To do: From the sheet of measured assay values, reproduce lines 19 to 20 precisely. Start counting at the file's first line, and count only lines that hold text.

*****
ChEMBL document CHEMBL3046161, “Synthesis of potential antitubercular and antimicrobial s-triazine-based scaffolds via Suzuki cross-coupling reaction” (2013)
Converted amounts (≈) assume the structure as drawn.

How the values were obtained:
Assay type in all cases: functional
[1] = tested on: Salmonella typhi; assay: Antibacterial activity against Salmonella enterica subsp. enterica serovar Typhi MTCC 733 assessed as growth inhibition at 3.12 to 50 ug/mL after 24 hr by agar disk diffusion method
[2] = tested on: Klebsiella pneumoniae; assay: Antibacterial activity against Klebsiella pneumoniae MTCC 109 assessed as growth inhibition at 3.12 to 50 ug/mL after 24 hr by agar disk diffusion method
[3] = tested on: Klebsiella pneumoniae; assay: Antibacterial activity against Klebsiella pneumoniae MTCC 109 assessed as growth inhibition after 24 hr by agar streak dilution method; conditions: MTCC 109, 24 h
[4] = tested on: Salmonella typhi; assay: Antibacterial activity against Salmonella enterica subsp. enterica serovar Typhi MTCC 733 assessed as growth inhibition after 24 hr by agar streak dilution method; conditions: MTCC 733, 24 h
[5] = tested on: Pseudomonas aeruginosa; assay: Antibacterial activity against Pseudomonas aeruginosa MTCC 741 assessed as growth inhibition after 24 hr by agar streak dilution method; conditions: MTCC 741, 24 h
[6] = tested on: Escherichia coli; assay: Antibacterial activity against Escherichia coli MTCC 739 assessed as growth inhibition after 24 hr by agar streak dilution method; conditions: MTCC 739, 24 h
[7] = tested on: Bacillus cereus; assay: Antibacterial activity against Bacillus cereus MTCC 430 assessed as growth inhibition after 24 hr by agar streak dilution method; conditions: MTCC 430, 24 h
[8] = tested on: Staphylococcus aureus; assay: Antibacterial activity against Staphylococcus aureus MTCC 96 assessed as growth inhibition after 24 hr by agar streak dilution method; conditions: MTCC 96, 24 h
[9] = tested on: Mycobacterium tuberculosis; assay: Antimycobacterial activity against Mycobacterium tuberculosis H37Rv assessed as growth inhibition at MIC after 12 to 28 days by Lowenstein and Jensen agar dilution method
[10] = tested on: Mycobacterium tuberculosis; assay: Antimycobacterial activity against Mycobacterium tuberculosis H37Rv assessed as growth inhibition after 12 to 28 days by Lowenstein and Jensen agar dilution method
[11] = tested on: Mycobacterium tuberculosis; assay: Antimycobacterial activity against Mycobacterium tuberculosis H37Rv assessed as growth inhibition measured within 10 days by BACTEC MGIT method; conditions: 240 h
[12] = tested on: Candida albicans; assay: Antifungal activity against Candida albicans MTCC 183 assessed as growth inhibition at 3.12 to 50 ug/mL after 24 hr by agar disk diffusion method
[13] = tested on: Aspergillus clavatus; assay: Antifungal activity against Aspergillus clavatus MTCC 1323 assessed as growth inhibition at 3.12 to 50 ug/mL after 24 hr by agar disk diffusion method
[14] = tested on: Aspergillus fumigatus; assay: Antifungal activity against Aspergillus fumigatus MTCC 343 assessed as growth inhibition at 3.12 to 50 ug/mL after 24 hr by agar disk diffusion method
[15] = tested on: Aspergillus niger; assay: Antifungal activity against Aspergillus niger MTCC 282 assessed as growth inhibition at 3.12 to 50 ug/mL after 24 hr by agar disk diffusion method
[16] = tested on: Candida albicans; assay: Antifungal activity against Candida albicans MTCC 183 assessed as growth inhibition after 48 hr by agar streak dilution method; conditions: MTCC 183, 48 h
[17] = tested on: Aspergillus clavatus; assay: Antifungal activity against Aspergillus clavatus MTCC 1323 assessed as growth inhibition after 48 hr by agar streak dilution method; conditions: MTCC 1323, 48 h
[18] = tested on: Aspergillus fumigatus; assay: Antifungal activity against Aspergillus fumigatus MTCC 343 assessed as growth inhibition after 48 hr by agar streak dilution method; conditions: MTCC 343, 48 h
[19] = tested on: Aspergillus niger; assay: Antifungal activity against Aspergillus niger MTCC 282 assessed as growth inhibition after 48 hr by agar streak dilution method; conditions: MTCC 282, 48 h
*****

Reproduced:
[15] = tested on: Aspergillus niger; assay: Antifungal activity against Aspergillus niger MTCC 282 assessed as growth inhibition at 3.12 to 50 ug/mL after 24 hr by agar disk diffusion method
[16] = tested on: Candida albicans; assay: Antifungal activity against Candida albicans MTCC 183 assessed as growth inhibition after 48 hr by agar streak dilution method; conditions: MTCC 183, 48 h